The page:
While much has been made about the dangers of texting and driving, less attention has been focused on the age-old distractions of being absent minded or upset while driving. A team of researchers from the University of Houston (UH) and the Texas A&M Transportation Institute (TTI) focused on all three of these important factors.
Led by Ioannis Pavlidis from UH and Robert Wunderlich of TTI, the research studied how drivers behave when they are absent minded, emotionally charged or engaged in texting. The work was funded, in part, by the Toyota Class Action Settlement Safety Research and Education Program.*
The study looked at 59 volunteers who were asked to drive the same segment of highway four times – under ‘normal conditions’ of being focused on driving, while distracted with cognitively challenging questions, while distracted with emotionally charged questions and while preoccupied with texting trivialities. To avoid bias, the order of the drives was randomized.
In all three interventions – absent minded, emotional and texting – the researchers found that the drivers’ handling of the wheel became jittery with respect to normal driving. This jittery handling resulted in significant lane deviations and unsafe driving only in the case of texting distractions. In the case of absent-minded and emotionally charged distractions, jittery steering resulted in straighter trajectories with respect to a normal drive and safer driving.
“A likely explanation for this paradox is the function performed by a part of the brain called the anterior cingulate cortex, or ACC,” Pavlidis said. “ACC is known to automatically intervene as an error corrector when there is conflict. In this case, the conflict comes from the cognitive, emotional and sensorimotor, or texting, stressors. This raises the levels of physiological stress, funneling ‘fight or flight’ energy to the driver’s arms, resulting in jittery handling of the steering wheel.”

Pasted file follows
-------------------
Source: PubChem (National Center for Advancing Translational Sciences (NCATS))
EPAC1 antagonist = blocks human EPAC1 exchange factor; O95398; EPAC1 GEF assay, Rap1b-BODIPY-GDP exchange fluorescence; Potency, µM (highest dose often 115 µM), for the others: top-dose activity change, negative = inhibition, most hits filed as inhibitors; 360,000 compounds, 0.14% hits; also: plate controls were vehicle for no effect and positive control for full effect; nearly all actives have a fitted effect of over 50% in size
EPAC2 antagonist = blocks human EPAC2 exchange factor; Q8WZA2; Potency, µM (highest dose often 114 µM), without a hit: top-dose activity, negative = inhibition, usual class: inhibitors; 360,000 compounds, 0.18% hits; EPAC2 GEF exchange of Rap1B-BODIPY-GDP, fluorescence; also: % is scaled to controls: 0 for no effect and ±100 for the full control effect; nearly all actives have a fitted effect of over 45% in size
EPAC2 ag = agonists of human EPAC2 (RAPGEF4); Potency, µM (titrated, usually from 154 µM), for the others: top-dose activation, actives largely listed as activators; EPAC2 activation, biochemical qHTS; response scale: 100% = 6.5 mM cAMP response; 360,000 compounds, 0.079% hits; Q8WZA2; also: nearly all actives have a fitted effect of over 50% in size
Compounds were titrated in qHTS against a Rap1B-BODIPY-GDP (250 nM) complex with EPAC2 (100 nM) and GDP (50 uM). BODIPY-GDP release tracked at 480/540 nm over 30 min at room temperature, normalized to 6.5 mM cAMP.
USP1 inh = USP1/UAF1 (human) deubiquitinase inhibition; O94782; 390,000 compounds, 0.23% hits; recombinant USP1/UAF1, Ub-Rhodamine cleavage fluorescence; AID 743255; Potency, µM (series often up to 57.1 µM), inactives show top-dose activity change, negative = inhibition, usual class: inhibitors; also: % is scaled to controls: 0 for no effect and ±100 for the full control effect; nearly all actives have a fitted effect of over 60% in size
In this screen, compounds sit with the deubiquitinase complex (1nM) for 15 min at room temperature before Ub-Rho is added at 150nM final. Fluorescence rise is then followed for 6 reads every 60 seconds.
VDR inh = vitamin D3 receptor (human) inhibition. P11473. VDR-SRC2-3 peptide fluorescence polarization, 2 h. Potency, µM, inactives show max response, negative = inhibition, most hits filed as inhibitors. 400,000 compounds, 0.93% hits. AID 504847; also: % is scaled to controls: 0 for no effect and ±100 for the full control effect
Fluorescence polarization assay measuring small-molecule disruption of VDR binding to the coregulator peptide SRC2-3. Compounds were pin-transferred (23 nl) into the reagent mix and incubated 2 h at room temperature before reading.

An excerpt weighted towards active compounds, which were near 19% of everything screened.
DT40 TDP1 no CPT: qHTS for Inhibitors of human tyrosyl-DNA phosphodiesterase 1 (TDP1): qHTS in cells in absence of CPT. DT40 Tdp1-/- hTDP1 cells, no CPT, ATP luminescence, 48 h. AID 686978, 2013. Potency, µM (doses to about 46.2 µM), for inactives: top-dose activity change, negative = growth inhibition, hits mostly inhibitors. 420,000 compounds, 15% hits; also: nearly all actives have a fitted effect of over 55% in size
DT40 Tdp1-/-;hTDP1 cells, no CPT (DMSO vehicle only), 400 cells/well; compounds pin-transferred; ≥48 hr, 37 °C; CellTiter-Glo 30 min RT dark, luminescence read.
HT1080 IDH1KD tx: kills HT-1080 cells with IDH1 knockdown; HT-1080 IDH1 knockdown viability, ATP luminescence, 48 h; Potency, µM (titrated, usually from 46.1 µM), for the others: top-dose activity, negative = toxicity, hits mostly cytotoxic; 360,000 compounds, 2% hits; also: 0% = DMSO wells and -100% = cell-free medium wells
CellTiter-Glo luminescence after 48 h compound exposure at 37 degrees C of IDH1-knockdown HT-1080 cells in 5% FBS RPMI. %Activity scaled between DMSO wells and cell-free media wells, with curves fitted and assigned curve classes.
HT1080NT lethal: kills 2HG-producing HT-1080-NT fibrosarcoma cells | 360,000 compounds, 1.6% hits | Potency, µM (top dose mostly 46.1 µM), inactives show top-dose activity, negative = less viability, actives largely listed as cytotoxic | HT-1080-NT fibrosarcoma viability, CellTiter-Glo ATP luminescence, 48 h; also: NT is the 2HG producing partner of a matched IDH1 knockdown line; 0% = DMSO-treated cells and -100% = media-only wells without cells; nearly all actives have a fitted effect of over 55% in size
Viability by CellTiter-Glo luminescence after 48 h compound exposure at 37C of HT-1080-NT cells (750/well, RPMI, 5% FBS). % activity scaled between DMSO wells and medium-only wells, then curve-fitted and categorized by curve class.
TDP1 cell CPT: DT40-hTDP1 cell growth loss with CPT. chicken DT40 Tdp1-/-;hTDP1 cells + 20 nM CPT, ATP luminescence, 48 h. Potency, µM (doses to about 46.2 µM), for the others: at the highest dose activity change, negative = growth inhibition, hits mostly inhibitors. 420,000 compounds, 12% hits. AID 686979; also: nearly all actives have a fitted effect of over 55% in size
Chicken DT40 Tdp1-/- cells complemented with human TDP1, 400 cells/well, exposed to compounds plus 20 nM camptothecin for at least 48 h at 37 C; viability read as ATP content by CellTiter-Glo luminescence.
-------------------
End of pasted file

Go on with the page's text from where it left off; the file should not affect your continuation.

What happens when the brain’s ACC automatically intervenes, Pavlidis said, is that it counterbalances any strong jitter to the left with an instant equally strong jitter to the right and vice versa. The end effect of this forceful action is nullification of any veering to the left or the right of the lane and, thus, very straight driving.
For ACC to perform this corrective function, it needs support from the driver’s eye-hand coordination loop. If this loop breaks, which it does when the driver texts, then ACC fails and the jittery handling of the steering wheel is left unchecked, resulting in a significant lane deviation and possible accident.
“The driver’s mind can wander and his or her feelings may boil, but a sixth sense keeps a person safe at least in terms of veering off course,” Pavlidis said. “What makes texting so dangerous is that it wreaks havoc into this sixth sense. Self-driving cars may bypass this and other problems, but the moral of the story is that humans have their own auto systems that work wonders, until they break.”
Pavlidis and Wunderlich think the scientific and manufacturing community can benefit from their team’s study. They posit that the question of what happens when self-driving cars experience failures needs to be asked now rather than later. Case in point, their research uncovers the mechanism that makes moderate cognitive and emotional distractions relatively safe, but only as long as the driver’s natural tendency to handle multiple tasks is not overwhelmed.
“Following up on the results of our science study, we are currently looking into the development of a car system to monitor outward driving behaviors, such as steering jitter or lane deviation, as well as the internal state of the driver that causes them,” Pavlidis said. “This system, which I call ‘stressalyzer,’ a play on the word breathalyzer, may serve not only as a ‘black box’ in car accidents, but also as a driver alert and prevention mechanism, since it will continuously sense a driver drifting to distracted mode.”